retrograde

[re-truh-greyd]

adjective

verb (used without object), ret·ro·grad·ed, ret·ro·grad·ing.

verb (used with object), ret·ro·grad·ed, ret·ro·grad·ing.

Archaic. to turn back.

Origin of retrograde

1350–1400; Middle English (adj.) < Latin retrōgradus going back, derivative of retrōgradī, equivalent to retrō- retro- + gradī to step, go; see grade
Related formsret·ro·grade·ly, adverbret·ro·grad·ing·ly, adverbun·ret·ro·grad·ed, adjectiveun·ret·ro·grad·ing, adjective

Synonyms for retrograde

1. withdrawing, receding. 2. backward. 7. withdraw, recede, retrocede.
Dictionary.com Unabridged Based on the Random House Unabridged Dictionary, © Random House, Inc. 2019


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British Dictionary definitions for retrograde

retrograde

adjective

moving or bending backwards
(esp of order) reverse or inverse
tending towards an earlier worse condition; declining or deteriorating
astronomy
  1. occurring or orbiting in a direction opposite to that of the earth's motion around the sunCompare direct (def. 18)
  2. occurring or orbiting in a direction around a planet opposite to the planet's rotational directionthe retrograde motion of the satellite Phoebe around Saturn
  3. appearing to move in a clockwise direction due to the rotational period exceeding the period of revolution around the sunVenus has retrograde rotation
biology tending to retrogress; degenerate
music of, concerning, or denoting a melody or part that is played backwards
obsolete opposed, contrary, or repugnant to

verb (intr)

to move in a retrograde direction; retrogress
US military another word for retreat (def. 1)
Derived Formsretrogradation, nounretrogradely, adverb

Word Origin for retrograde

C14: from Latin retrōgradī to go backwards, from gradi to walk, go
Collins English Dictionary - Complete & Unabridged 2012 Digital Edition © William Collins Sons & Co. Ltd. 1979, 1986 © HarperCollins Publishers 1998, 2000, 2003, 2005, 2006, 2007, 2009, 2012

Word Origin and History for retrograde
adj.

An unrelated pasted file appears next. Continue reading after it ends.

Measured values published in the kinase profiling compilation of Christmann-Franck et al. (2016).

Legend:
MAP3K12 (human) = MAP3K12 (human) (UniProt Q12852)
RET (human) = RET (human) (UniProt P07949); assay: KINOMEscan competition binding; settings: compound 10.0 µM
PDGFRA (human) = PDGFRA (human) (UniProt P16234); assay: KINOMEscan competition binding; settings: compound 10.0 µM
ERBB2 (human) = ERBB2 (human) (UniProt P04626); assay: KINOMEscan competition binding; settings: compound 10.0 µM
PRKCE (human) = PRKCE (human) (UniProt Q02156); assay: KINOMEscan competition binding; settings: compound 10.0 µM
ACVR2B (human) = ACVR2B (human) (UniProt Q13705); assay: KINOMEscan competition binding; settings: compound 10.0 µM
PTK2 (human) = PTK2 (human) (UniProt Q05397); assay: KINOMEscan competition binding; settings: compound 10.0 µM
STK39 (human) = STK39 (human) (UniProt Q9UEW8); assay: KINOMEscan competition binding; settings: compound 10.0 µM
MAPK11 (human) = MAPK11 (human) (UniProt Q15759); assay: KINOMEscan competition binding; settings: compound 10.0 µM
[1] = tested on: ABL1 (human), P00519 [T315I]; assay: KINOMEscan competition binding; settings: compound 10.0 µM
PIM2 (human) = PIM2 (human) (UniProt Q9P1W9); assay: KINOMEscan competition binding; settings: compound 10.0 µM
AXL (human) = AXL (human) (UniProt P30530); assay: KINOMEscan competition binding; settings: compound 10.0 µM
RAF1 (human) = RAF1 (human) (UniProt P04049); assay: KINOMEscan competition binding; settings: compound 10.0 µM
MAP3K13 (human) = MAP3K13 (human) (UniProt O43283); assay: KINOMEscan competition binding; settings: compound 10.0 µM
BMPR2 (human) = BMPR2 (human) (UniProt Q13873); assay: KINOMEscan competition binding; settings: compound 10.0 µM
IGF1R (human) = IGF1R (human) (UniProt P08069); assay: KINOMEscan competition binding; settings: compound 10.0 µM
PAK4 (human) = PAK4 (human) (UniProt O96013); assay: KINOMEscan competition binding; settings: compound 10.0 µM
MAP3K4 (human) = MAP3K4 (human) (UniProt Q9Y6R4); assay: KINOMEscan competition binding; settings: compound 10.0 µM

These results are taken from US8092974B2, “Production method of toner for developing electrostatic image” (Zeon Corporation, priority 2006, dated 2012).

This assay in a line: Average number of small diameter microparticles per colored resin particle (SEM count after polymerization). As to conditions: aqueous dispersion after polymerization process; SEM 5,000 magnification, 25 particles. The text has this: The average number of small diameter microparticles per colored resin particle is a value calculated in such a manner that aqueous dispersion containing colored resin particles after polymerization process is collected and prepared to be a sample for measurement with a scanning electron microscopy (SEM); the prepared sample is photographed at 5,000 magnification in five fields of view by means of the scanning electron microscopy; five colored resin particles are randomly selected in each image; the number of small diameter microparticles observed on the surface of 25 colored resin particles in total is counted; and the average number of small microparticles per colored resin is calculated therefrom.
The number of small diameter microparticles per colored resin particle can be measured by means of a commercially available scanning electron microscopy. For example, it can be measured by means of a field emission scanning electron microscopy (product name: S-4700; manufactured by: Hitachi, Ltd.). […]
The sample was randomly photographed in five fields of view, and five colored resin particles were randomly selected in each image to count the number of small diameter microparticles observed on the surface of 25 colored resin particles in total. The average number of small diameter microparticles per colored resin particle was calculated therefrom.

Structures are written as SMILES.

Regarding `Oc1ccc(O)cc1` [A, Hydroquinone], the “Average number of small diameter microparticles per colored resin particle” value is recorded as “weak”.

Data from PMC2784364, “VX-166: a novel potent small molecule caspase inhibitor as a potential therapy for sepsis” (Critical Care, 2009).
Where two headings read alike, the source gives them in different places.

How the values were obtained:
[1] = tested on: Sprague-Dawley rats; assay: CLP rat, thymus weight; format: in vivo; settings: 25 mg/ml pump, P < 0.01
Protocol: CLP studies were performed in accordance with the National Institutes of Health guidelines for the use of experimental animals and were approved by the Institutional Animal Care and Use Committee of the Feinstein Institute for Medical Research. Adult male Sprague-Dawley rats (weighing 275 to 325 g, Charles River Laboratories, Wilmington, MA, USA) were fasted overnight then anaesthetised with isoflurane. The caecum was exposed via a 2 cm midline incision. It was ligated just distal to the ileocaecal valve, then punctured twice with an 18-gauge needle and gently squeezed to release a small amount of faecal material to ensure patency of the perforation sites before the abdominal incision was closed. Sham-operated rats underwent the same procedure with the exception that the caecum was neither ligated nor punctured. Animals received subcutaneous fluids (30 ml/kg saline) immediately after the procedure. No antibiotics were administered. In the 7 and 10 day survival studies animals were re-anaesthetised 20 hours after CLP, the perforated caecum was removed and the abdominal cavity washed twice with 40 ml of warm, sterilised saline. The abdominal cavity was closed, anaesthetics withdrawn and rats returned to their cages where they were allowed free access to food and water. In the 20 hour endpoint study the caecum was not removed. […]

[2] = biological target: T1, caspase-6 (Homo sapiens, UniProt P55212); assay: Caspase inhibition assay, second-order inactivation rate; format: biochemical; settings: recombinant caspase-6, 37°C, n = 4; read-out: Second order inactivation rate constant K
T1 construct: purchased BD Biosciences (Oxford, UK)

late 14c., originally of the apparent motions of planets, from Latin retrogradus "going back, going backward," from retrogradi "move backward," from retro- "backward" (see retro-) + gradi "to go, step" (see grade (n.)). General sense of "tending to revert" is recorded from 1530s.

Online Etymology Dictionary, © 2010 Douglas Harper

retrograde in Medicine

retrograde

[rĕtrə-grād′]

adj.

Moving or tending backward.
Opposite to the usual order; inverted or reversed.
Reverting to an earlier or inferior condition.

v.

To move or seem to move backward; recede.
To decline to an inferior state; degenerate.
The American Heritage® Stedman's Medical Dictionary Copyright © 2002, 2001, 1995 by Houghton Mifflin Company. Published by Houghton Mifflin Company.

retrograde in Science

retrograde

[rĕtrə-grād′]

Having a rotational or orbital movement that is opposite to the movement of most bodies within a celestial system. In the solar system, retrograde bodies are those that rotate or orbit in a clockwise direction (east to west) when viewed from a vantage point above the Earth's north pole. Venus, Uranus, and Pluto have retrograde rotational movements. No planets in the solar system have retrograde orbital movements, but four of Jupiter's moons exhibit such movement.
Having a brief, regularly occurring, apparently backward movement in the sky as viewed from Earth against the background of fixed stars. Retrograde movement of the planets is caused by the differing orbital velocities of Earth and the body observed. For example, the outer planets normally appear to drift gradually eastward in the sky in relation to the fixed stars; that is, they appear night after night to fall a little farther behind the neighboring stars in their westward passage across the sky. However, at certain times a particular planet appears briefly to speed up and move westward a bit more quickly than the neighboring stars. This happens as Earth, in its faster inner orbit, overtakes and passes the planet in its slower outer orbit; the appearance of moving counter to its usual eastward drift is thus simply the result of perspective as seen from Earth. Compare prograde.
The American Heritage® Science Dictionary Copyright © 2011. Published by Houghton Mifflin Harcourt Publishing Company. All rights reserved.